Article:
“I always loved working with metal. I had the expertise in TIG welding, and we thought there had to be a better way. I figured we needed a spear to poke the jug, and blades, and drew up the first Chem-Blade on cardboard,” he recalled.

Eck contacted the Kansas Small Business Development Center, which put him in touch with a patent attorney. By then, Eck was working in an oilfield. He found a manufacturer who built some of the pieces for a prototype. He quit his job, began selling Chem-Blades out of the back of his pickup and took advantage of the breaks he was given. One of those was meeting the president of Fairbank Equipment at the Kansas State Fair. Another was getting introduced to inventor and businessman Ralph Lagergren, who was one of the founders of the original Bi-Rotor combine. Lagergren is a partner in Chem-Blade and serves as a mentor for Ethan.

“We always had the mindset to make the farmer’s job easier, quicker and make them more money,” Eck said. “We want to make a difference while keeping them safe.”

The original Chem-Blade continues to be a success; to allow for growth Eck has built a factory on the family’s farm. Here, the Chem-Blade knives are cut and sharpened, assembled and shipped to distributors. The inventor’s fabrication skills are put to use in the various jigs and assembly protocols required to get as many products out the door as quickly as possible. He has one full-time and one part-time employee to help shoulder the load.

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What’s next for Chem-Blade?

Eck is refining the newest product coming soon from the company. The Chem-Blade ES, an enclosed system allows users to empty jugs and bags of product in a fraction of the time users can empty jugs by hand. Chemical is emptied from the container, which is immediately rinsed. All opening, emptying and rinsing occurs inside a sealed chamber so operators aren’t exposed to chemical splashes or spills.

“We can do the entire process in less than 30 seconds, when it takes other handling systems three to four minutes,” Eck said.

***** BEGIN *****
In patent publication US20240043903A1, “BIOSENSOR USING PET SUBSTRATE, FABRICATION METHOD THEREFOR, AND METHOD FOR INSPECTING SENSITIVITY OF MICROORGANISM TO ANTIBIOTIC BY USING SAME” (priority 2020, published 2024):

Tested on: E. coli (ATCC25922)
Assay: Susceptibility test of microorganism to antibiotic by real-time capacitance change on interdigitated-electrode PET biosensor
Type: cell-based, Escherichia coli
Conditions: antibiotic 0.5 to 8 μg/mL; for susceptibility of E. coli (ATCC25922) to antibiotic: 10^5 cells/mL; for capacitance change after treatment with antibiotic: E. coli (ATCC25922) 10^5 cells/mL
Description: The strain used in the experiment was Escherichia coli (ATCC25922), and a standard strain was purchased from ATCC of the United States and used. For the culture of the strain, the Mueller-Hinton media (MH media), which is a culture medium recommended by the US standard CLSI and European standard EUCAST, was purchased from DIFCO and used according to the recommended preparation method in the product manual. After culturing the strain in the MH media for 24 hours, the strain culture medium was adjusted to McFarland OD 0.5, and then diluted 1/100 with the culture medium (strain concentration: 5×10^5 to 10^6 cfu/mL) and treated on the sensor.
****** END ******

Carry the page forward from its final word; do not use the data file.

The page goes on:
He estimates a sprayer with 120-foot booms moving 12 miles per hour is worth $20 per minute. The Chem Blade ES, then, can pay for itself quickly with the efficiencies operators gain.

“The ES combines the best of all worlds for chemical management,” Eck said. “Faster loading keeps the sprayer in the field to spray an additional 24-45 acres per day.”

The Chem-Blade ES can be used as an eductor, an inductor at a supply station or can be integrated into an existing loading system. It relies on 12-volt power combined with air. “The ES can load jugs, bags, bulk, and even partials with the Caddy integrated into the Chem-Blade ES plumbing,” Eck said.

The Chem-Blade ES had been licensed to Hagie Manufacturing. However, that company’s acquisition by John Deere disrupted that venture. Still, there was global interest in the Chem-Blade ES, Eck said. It can be used by large farmers, commercial applicators, aerial applicators and can be used in lawncare and golf course applications, Eck said.

The Chem-Blade ES will retail from $7,500 to $10,000, depending on options. It will be available at dealers early in 2018.

For more information, visit www.chem-blade.com.

Bill Spiegel can be reached at 785-587-7796 or [email protected].